Page 36 - Cormorant 2019
P. 36

Commando Dinner
Lt Col Jim Lewis & Maj Oli Denning
THREE HUNDRED AND FIFTY officers from a hugely varied number of nations, services and cap badges joined the annual dinner organised by the Commandos of the Defence Academy for an evening of camaraderie and humour. Fittingly for the 75th anniversary, the theme was ‘Commandos at D-Day’ and we were privileged to be joined by veterans from the fighting at Normandy. Supported by three bands, the Commando Display team and with enough ‘Hoofing Ale’ to quench the thirst of the most overworked student, it was a night to remember - or not...
The Commando Dinner has traditionally been delivered by the Royal Marines of ACSC, and so it was in 2019 that the small cohort of Royal Marines had a series of meetings where they bantered and mocked, tasted cheese and wine, and generally prevaricated without actually organising a dinner. Thankfully a group of civic minded non-Commando trained students joined the committee and provided the skills and dedicated support that is always required to make these things a success. Special acknowledgments must go to Caroline Dix, Will Meddings and Philip O’Callaghan who each ‘dug out blind’ to help put on the show.
The 75th Anniversary provided an inspiring backdrop to proceedings and, through fantastic support
from the wider College and the Corps’ network,
a memorable dinner that recognised the most incredible acts of bravery was created. Sincere thanks go to the Guest of Honour, Brigadier Simon Urry MBE, who built upon yet another fantastic display from the Royal Marines Band Service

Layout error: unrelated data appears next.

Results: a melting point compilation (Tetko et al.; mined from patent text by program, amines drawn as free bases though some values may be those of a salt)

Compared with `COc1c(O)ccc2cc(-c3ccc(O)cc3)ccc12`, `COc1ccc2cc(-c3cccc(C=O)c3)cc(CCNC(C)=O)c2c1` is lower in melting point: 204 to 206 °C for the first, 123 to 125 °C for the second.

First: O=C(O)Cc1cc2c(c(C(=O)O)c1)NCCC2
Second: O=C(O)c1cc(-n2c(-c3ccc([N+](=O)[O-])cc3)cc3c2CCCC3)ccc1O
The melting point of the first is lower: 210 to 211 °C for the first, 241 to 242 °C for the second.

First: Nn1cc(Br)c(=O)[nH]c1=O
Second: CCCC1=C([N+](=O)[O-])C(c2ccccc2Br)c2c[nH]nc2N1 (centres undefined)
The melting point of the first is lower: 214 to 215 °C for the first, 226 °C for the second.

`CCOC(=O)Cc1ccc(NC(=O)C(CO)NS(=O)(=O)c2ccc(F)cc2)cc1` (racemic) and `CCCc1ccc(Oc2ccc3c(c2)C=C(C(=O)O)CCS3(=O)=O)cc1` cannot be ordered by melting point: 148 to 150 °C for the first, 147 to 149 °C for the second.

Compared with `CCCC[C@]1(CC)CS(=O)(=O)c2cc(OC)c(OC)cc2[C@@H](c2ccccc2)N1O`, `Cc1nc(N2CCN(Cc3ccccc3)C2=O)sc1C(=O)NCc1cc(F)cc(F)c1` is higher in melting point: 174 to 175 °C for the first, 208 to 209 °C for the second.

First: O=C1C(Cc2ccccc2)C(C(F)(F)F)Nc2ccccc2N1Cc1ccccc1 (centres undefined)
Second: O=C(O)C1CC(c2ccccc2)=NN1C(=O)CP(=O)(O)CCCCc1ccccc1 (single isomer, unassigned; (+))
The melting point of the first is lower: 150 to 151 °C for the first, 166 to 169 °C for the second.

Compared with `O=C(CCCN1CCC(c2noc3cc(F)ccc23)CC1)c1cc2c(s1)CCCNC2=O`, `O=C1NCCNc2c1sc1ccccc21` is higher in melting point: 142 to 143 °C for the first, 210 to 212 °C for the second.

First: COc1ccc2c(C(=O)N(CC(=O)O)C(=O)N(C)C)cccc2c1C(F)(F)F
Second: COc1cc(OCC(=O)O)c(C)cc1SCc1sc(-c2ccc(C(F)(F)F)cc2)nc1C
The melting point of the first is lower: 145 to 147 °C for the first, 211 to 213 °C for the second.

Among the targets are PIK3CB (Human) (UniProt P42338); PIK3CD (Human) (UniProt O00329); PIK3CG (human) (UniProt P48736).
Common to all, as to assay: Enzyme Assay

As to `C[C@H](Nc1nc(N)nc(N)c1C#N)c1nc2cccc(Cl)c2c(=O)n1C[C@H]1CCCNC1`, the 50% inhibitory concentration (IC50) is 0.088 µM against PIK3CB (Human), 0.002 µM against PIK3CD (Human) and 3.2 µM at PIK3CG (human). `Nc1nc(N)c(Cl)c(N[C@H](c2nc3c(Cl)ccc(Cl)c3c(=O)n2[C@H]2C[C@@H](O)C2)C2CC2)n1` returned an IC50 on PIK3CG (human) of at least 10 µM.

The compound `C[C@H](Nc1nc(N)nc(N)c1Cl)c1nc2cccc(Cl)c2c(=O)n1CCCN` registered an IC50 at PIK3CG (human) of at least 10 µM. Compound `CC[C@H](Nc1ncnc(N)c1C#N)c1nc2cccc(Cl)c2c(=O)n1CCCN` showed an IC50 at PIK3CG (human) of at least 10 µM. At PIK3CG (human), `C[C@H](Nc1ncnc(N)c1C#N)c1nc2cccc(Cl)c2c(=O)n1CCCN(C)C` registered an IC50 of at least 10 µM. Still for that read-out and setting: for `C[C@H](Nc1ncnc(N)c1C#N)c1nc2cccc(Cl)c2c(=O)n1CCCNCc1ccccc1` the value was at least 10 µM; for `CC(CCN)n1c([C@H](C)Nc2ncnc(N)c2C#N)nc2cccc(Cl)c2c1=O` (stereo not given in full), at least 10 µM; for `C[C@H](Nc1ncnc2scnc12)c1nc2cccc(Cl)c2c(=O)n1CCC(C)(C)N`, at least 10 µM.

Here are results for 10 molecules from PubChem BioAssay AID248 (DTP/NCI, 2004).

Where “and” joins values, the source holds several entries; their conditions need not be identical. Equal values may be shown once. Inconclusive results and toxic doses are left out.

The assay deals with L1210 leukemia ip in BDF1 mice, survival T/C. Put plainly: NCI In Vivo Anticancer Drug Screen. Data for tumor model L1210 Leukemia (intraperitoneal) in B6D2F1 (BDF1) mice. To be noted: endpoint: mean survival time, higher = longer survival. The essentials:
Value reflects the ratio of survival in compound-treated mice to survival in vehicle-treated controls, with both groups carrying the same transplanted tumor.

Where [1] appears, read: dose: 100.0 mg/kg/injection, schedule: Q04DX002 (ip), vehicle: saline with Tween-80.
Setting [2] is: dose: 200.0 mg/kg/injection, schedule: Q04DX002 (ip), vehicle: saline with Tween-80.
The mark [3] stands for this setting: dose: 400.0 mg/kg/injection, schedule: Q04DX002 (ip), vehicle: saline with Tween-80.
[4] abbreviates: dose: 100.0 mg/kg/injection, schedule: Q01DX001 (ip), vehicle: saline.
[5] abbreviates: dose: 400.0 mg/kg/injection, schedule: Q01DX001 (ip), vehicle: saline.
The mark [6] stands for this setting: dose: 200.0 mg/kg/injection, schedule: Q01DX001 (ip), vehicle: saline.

to deliver a pre-dinner speech that rooted the significance of the dinner against the enduring Commando values and standards.
Appropriately, the dinner was opened by Mr Jim Booth. Jim was a part of the Combined Operations Pilotage and Reconnaissance Party that guided the landing craft on to Sword Beach on the 6th of June. Kindly recording an extensive interview of
his pivotal role in the success of the amphibious landings, Jim provided a gripping insight of the emotions and pressures of guiding the assaulting force to the beaches. George Simms, who had been wounded during Operation HUSKY the previous year and landed at Sword Beach, delighted onlookers
by explaining the characteristics of the weapons provided by the Defence Academy’s Small Arms Museum. Chuck Harris, who was also wounded in the invasion of Sicily, went ashore on Gold Beach before taking part in the assault on Port-en-Bessin with 47 Commando – a much celebrated Commando raid that is studied by every Royal Marine completing training today. Chuck proved he still possesses cheerfulness in the face of adversity by successfully being one of the last people in the bar – a heroic effort.
The hard work and generosity of a wide cast of contributors ensured that the Commando Dinner
maintained its reputation as one of the highlights
of the Defence Academy social calendar. The RN/ RM Charity were both generous and helpful. The Commando Recruitment Team provided a number of Royal Marines who were typically proactive and also hosted stances demonstrating weapons from the era. The bar was transformed into a 1940’s command post that housed enough Hoofing Ale to sink the Queen Elizabeth and was liberatingly free of BOWMAN. The Band of the Royal Marines, fresh from the Mountbatten Festival of Music, maintained their reputation for world class musicianship and precision. Special thanks must also go to the Serco team who tolerated the committee’s ineptitude and ensured that the event was a complete success.
      The 75th
Anniversary provided an
inspiring backdrop to proceedings... ◆◆◆

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